There has been precious little real improvement in the two years or so NPIP has been agitating but that is not totally their fault. It's primarily the fault of government agencies who stubbornly refuse to make progress. It's partly the fault of those glbti people who are blind to the problems of trans people and who haven't lifted a finger to assist with their issues. And perhaps it's a little the fault of NPIP for, in their youthful angst, anger and inexperience rubbing some glbti folk up the wrong way. But at least they are doing something and, in the face of opposition and lack of interest, they are keeping trans issues in front of us all.
Wiremu Demchick is another who knows an injustice when he sees it. He has had to keep battling political and bureaucratic inertia and obstruction on behalf of those men who to this day carry the stigma of being convicted criminals because they got between the sheets with another willing gay man.
Overseas jurisdictions have seen the light and in varying ways found ways to annul the convictions of gay and bi men convicted before 1986 of having homosexual sex. To this day they must declare their convictions to prospective employers, for travel documents and in other areas of life, effectively forced to out themselves. It must stop and, in the face of, let's be honest, generally luke-warm engagement from our glbti communities and blatant stonewalling from the powers that be, Demchick has quietly plugged away at it to the point that there may, just may, at last finally be some official movement on the issue.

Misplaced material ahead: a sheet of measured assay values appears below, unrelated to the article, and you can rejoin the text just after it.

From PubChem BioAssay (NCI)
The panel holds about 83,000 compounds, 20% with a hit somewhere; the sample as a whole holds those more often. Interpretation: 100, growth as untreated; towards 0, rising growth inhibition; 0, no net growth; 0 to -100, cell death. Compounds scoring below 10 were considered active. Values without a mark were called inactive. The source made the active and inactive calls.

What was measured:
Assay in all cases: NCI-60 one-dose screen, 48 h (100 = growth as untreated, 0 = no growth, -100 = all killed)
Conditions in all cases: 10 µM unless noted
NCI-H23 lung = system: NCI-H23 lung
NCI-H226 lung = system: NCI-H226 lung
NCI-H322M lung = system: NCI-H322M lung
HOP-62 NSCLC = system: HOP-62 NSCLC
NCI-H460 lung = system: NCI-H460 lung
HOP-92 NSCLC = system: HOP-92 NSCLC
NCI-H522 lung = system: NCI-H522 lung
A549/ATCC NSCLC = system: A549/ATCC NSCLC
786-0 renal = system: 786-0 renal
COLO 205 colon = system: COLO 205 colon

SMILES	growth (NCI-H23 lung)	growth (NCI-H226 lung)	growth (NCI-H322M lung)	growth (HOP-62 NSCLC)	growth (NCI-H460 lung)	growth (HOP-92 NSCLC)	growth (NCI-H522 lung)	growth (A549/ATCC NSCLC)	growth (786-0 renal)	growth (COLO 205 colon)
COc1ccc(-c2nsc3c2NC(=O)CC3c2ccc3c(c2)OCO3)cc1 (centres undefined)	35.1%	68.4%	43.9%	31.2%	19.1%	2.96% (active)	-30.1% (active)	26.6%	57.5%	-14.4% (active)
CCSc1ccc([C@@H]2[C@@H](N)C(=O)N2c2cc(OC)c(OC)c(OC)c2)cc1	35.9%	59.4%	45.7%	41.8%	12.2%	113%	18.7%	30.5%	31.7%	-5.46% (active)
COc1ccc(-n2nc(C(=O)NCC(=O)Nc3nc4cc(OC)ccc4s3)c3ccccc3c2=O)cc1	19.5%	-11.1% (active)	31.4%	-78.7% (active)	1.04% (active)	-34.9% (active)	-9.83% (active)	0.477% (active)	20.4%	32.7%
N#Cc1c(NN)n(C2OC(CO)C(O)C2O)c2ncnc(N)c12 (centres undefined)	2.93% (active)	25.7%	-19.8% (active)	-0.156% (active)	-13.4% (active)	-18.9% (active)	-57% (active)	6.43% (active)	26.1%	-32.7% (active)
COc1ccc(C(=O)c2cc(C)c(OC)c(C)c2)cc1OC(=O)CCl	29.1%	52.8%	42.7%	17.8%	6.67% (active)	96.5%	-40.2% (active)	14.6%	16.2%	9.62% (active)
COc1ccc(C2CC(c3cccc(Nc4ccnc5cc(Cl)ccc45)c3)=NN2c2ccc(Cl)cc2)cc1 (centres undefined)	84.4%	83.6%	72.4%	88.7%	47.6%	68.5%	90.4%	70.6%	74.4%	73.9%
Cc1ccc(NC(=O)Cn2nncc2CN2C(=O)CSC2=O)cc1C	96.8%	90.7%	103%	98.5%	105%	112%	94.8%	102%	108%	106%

Mark Fisher, a gay but not HIV-positive Australian who ended up in NZ after a long stint in Canada crunching the numbers on that country's HIV epidemics, has fitted into his job as General Manager of Body Positive, the HIV-positive men's (primarily) advocacy and support organisation extremely well, way better than some cynics originally exected.